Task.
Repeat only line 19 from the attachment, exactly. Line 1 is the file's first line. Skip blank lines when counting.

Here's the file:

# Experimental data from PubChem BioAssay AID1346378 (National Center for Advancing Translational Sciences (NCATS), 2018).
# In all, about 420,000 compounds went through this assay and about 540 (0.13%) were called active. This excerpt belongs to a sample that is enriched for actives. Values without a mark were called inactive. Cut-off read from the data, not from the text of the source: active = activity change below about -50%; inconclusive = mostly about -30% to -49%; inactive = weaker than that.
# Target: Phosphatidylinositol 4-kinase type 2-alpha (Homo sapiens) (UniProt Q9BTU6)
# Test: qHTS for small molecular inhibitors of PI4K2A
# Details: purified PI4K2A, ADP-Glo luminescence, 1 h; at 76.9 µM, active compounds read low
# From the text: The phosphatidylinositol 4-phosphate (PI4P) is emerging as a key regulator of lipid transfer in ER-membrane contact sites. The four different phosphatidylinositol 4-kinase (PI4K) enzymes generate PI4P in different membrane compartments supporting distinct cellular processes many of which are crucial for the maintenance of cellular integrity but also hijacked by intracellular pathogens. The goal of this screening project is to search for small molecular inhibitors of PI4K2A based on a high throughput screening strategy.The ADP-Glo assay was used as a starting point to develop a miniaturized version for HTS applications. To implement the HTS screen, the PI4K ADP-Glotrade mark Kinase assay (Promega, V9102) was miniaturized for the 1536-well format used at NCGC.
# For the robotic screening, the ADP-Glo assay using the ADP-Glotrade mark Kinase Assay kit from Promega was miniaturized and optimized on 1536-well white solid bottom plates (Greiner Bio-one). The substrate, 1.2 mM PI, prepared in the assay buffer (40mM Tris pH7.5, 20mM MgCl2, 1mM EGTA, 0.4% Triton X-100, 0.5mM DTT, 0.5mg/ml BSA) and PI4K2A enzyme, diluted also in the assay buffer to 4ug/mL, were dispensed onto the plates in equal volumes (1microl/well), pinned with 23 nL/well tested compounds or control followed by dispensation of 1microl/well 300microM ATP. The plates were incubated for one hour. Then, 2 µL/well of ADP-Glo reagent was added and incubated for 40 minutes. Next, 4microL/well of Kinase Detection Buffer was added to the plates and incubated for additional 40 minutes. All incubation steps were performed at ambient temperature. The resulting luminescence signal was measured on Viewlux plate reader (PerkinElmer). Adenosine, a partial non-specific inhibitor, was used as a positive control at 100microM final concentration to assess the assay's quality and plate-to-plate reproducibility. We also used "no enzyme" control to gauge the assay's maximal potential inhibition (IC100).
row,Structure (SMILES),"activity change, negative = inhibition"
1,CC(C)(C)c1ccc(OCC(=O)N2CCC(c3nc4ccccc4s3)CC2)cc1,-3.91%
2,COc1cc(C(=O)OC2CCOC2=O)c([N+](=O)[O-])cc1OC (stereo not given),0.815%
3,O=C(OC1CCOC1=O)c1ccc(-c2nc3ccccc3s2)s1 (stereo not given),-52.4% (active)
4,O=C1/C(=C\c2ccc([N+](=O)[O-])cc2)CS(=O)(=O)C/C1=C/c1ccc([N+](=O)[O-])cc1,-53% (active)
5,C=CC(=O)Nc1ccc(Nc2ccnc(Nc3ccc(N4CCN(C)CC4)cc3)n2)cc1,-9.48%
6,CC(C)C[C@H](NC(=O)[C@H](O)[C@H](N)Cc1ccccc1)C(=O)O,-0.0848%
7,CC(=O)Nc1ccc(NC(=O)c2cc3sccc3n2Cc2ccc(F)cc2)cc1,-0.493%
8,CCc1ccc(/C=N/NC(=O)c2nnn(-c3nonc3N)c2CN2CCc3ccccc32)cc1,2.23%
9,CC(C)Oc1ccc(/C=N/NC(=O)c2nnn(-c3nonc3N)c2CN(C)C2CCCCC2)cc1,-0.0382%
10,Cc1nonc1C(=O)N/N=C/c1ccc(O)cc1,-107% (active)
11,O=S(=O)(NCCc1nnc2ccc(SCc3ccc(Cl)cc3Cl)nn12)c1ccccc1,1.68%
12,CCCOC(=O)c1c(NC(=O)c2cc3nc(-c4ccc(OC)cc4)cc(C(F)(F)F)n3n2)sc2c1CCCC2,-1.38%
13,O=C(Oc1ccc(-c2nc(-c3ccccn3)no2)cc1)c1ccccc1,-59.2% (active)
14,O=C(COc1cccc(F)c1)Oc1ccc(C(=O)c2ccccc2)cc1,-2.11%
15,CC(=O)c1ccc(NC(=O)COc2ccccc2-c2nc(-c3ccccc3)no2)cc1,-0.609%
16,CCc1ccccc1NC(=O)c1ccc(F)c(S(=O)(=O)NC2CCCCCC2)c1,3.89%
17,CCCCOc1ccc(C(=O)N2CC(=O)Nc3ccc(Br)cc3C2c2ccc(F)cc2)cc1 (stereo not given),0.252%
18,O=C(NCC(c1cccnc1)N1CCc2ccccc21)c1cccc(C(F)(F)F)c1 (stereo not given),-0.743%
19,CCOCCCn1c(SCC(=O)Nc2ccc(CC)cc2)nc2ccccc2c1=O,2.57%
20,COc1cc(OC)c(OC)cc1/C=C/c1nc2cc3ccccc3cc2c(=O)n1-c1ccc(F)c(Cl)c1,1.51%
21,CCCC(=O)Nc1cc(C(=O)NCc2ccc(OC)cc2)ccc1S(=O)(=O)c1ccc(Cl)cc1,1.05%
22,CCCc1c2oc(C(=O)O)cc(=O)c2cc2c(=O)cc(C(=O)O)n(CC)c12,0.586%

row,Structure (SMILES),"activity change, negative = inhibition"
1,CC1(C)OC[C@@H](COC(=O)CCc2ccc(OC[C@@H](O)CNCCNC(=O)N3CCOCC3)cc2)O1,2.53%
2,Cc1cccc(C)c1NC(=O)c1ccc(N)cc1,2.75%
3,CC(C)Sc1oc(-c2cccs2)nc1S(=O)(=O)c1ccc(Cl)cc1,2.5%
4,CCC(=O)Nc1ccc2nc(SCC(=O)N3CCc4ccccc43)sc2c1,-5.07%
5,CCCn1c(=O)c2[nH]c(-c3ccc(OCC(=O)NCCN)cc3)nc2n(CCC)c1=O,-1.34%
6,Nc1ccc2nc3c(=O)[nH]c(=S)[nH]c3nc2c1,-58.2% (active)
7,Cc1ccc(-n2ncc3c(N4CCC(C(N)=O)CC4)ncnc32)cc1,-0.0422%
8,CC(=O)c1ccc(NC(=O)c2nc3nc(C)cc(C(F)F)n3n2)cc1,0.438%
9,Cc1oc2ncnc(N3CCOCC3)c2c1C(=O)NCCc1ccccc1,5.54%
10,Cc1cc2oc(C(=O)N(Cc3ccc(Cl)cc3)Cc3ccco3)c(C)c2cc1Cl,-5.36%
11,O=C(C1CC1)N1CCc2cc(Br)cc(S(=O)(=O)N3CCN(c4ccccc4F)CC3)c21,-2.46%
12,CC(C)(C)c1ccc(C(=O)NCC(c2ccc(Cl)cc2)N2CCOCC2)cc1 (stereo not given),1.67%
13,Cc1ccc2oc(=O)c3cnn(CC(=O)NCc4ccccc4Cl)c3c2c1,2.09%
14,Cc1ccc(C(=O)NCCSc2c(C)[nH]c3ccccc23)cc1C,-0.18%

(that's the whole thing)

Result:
11,O=S(=O)(NCCc1nnc2ccc(SCc3ccc(Cl)cc3Cl)nn12)c1ccccc1,1.68%